Alcoholism is disease, here’s some resources to help you fight back:
Responsible Drinking: A Moderation Management Approach http://amzn.to/1ZdgP9f
I Need to Stop Drinking!: How to get back your self-respect. http://amzn.to/1VEqbeU
Why You Drink and How to Stop: A Journey to Freedom: http://amzn.to/1Q8pAv2
Alcoholics Anonymous: The Big Book: http://amzn.to/1N0rttl
Alcoholics: Dealing With an Alcoholic Family Member, Friend or Someone You Love: http://amzn.to/1j9cvH4
Watch more Alcoholism and Alcohol Abuse videos: http://www.howcast.com/videos/220913-How-to-Detect-the-Signs-of-Alcoholism
Not all alcoholics fit the stereotype of the down-and-out drunk. Learn to recognize the warning signs in yourself or a loved one.
Weigh the importance of alcohol to you or a loved one. Is there a general preoccupation with drinking, like when, where, and with whom the next round will begin? Is it difficult to stop drinking once it starts, or to stick to a limit? Is a life without drinking impossible to imagine?
Consider how much alcohol is consumed. Does drinking take place on a daily basis? Is binge drinking — more than five drinks in one sitting — a commonplace event? Do hangovers and blackouts occur frequently?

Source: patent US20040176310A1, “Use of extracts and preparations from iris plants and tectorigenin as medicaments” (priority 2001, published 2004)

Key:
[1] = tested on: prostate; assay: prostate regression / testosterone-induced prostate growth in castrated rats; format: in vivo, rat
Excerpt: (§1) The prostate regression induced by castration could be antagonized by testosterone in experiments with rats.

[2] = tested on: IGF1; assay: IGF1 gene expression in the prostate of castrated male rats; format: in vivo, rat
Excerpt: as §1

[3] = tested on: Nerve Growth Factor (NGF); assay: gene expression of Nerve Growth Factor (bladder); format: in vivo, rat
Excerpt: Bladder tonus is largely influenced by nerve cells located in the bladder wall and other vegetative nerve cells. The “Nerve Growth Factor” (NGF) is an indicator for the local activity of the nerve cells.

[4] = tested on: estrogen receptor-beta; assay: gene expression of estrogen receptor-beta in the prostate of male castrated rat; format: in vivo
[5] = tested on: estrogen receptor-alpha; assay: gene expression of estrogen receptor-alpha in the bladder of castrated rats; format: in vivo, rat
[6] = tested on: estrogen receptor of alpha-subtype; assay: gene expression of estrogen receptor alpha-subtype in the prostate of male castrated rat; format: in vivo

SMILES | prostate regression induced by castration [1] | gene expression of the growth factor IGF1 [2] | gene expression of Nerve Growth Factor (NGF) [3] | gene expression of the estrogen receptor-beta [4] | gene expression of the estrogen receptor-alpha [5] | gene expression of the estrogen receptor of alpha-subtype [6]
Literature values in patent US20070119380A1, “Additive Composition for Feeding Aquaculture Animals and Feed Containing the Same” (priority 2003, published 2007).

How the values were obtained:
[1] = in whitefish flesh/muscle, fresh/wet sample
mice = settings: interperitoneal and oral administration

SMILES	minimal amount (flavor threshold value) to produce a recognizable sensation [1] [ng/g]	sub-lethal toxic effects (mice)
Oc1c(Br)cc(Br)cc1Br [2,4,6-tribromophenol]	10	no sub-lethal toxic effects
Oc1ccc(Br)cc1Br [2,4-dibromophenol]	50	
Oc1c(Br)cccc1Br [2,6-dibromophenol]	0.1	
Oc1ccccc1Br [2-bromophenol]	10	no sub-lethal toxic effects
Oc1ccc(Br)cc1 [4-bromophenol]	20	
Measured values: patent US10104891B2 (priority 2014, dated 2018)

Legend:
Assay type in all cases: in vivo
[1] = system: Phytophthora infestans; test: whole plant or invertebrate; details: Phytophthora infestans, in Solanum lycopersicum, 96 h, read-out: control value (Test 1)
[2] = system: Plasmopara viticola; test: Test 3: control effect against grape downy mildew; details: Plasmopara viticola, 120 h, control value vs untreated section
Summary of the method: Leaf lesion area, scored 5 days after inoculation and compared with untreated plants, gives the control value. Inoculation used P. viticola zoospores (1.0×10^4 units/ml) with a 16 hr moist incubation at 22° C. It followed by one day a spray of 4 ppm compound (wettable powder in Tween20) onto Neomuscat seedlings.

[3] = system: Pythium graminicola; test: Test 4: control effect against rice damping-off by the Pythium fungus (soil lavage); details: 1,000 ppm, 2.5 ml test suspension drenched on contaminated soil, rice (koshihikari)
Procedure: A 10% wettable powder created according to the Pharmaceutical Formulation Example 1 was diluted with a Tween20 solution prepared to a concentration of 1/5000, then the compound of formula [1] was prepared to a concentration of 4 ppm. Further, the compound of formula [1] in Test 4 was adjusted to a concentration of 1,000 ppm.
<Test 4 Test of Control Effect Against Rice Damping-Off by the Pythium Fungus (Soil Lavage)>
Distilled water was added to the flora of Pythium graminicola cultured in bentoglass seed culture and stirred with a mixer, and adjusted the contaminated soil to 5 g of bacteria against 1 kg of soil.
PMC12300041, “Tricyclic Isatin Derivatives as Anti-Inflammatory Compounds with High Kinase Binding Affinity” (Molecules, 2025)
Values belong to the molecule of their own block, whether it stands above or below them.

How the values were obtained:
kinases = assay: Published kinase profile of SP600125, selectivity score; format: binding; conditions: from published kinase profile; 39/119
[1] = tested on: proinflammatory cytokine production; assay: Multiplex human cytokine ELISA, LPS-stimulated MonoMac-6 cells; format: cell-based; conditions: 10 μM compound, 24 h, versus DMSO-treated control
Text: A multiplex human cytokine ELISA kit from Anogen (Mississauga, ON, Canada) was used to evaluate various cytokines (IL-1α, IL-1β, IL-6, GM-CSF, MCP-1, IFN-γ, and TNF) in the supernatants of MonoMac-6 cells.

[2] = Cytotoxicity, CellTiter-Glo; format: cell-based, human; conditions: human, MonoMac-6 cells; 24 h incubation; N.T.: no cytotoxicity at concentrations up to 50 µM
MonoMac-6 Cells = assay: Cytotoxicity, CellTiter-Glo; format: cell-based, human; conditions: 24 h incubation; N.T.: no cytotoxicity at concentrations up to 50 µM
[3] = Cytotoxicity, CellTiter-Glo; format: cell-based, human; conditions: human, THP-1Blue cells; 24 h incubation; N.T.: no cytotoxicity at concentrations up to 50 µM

The compulsion to finish every drink – and even other people’s – is a red flag.
Examine the motives for drinking. Using alcohol as a mood enhancer or coping mechanism is common among alcoholics.
Think about the guilt, if any, associated with drinking. Have there been promises to cut down? Lies told about the amount consumed, or about drinking altogether?
Measure tolerance for alcohol. Being able to consume a lot of liquor with few signs of intoxication is not a badge of honor; it’s a sign of addiction.
Don’t be fooled by the ability to hold down a job. As many as half of the 18 million American alcoholics are considered high-functioning, meaning they can spend years maintaining the facade of a normal life while drinking to excess, until something catastrophic happens.
If you see these signs in yourself or a loved one, call The National Drug and Alcohol Treatment Referral Routing Service toll free at 1-800-662-HELP (4357) for help.
Did You Know?
According to one study, 10 percent of the U.S. population’s drinkers imbibe 50 percent of all alcohol consumed.